Register now to watch the webinar at a time that suits you or read on to find highlights from the live Q&A session.

Q: Do the proteomic markers predict Alzheimer’s disease sooner than a PET scan?

BR: They don't predict it any earlier than Abeta, tau or p-Tau. What they do correlate with more closely is disease progression. The acute-phase response proteins that we measured closely relate with actual clinical presentation or are symptomatic forms of the disease. They don't correlate with amyloids in the brain in individuals who are essentially controls or have no cognitive symptoms. That’s in comparison to Abeta and tau, which are obviously elevated in those individuals, even though they aren't displaying any symptoms. It seems that neuroinflammation is occurring at a later stage in the disease and not at the initial onset, it's more of a response.

Q: How does the cerebral spinal fluid (CSF) proteomics track with plasma proteomics? Did they correlate?

BR: We haven't done a study looking at the plasma and CSF from the paired individuals. There are some studies in the literature looking at those questions directly though. It’s dependent on the marker whether there's a correlation or not. For example, my collaborators, Scott Ayton and Ashley Bush, and others, have looked at ferritin levels in CSF and plasma, and found that they don't correlate. That’s partly because the level of ferritin in plasma is 10 times greater than in CSF.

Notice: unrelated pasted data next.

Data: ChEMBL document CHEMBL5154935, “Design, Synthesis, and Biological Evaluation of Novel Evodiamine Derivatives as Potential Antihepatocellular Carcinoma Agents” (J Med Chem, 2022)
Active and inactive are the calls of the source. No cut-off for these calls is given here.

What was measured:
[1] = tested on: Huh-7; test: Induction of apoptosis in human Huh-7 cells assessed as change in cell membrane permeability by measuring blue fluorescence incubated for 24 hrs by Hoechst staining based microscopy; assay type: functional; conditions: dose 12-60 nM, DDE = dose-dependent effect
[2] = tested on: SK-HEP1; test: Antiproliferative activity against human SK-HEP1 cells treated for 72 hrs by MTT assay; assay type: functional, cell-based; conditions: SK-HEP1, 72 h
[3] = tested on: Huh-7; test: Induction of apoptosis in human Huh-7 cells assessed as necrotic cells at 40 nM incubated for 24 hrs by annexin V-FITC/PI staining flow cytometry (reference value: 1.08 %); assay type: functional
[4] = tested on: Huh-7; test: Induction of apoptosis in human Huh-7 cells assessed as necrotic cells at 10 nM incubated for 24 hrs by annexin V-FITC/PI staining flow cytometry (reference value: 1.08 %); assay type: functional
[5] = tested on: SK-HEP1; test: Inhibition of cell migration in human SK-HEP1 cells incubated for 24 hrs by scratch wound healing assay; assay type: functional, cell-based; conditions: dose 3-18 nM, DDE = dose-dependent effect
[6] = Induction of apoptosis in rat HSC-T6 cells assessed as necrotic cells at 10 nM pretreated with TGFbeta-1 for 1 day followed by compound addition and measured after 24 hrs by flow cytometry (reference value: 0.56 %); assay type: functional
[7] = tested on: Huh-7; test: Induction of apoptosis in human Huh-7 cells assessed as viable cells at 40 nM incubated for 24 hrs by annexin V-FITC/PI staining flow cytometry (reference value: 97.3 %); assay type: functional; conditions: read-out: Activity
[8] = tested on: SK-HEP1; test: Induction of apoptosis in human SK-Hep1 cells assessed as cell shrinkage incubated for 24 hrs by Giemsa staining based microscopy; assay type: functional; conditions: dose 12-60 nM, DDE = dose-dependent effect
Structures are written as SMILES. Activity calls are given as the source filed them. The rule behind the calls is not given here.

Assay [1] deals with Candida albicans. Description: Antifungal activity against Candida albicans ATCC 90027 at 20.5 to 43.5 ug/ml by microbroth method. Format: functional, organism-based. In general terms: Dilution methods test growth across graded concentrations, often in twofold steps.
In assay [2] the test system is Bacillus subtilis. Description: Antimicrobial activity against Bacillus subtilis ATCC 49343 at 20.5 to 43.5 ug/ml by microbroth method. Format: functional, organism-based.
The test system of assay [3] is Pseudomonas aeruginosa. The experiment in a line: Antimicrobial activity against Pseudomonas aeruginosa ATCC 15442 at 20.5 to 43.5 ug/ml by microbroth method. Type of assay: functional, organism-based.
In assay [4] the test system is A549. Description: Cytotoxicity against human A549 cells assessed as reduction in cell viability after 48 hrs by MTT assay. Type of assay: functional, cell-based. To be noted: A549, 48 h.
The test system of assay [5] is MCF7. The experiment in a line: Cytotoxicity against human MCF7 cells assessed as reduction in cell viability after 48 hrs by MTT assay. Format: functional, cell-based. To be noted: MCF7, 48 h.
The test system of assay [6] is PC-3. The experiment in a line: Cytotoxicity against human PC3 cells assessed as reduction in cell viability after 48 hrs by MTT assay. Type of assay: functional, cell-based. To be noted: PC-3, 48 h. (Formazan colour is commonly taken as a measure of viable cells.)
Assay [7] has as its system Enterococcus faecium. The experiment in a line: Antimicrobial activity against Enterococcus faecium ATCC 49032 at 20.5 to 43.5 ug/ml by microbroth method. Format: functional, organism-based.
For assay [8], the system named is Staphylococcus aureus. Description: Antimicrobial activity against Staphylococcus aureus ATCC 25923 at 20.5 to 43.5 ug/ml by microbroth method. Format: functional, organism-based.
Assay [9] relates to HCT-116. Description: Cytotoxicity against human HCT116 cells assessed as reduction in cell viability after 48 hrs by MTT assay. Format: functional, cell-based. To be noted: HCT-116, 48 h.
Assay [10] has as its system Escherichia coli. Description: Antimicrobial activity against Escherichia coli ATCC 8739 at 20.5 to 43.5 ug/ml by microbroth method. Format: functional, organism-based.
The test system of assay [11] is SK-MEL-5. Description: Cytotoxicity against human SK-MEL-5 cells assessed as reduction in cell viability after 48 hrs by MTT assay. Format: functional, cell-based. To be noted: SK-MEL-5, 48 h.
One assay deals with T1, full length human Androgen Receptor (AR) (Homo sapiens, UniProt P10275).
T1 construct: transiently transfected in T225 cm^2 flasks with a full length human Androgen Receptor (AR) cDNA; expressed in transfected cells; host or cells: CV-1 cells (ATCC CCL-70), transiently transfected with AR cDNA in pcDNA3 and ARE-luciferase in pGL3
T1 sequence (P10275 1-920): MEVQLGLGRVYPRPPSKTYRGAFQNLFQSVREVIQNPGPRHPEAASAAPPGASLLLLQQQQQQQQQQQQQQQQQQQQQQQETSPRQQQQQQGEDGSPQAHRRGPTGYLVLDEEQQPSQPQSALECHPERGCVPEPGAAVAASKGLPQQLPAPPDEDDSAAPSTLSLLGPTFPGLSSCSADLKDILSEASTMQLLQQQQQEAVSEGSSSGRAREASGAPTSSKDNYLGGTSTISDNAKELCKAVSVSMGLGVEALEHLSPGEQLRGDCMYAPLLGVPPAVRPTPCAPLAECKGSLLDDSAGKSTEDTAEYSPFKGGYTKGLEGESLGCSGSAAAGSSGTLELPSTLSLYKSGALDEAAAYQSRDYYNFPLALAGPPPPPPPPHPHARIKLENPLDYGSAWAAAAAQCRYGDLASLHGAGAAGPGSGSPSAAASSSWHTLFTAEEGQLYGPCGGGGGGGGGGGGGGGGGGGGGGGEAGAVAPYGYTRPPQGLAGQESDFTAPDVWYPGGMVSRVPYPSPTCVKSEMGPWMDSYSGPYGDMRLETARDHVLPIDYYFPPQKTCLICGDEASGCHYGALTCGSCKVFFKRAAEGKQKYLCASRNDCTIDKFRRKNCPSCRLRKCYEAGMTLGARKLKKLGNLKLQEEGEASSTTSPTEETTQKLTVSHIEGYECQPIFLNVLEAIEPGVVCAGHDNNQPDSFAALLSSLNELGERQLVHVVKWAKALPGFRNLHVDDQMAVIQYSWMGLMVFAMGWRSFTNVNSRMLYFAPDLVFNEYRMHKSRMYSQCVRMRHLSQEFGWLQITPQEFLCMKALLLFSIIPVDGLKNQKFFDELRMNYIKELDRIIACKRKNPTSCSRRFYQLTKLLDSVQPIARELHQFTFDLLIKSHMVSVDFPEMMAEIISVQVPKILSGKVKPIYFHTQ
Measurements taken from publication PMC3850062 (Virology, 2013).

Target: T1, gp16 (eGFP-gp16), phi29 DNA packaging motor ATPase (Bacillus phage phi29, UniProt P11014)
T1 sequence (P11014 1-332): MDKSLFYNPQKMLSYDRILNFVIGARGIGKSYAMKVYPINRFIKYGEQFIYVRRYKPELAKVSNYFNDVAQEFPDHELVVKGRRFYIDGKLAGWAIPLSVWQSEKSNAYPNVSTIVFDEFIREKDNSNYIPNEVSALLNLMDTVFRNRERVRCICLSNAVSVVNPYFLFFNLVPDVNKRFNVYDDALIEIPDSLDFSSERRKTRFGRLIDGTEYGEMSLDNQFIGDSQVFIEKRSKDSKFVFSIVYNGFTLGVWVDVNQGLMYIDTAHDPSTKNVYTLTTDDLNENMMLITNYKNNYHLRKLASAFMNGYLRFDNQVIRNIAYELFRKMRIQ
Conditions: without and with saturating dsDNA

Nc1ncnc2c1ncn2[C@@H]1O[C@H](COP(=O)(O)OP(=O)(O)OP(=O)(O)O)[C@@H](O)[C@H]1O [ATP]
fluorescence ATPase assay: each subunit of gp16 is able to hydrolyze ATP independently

Therefore, the CSF pool of ferritin is isolated from the plasma pool, and this is marker dependent. There are many markers that are found in CSF that are also found in plasma, but are also produced by the liver at very, very high abundances. There isn't a correlation between the level of plasma and CSF levels. However, we haven't investigated that for all of these specific markers yet.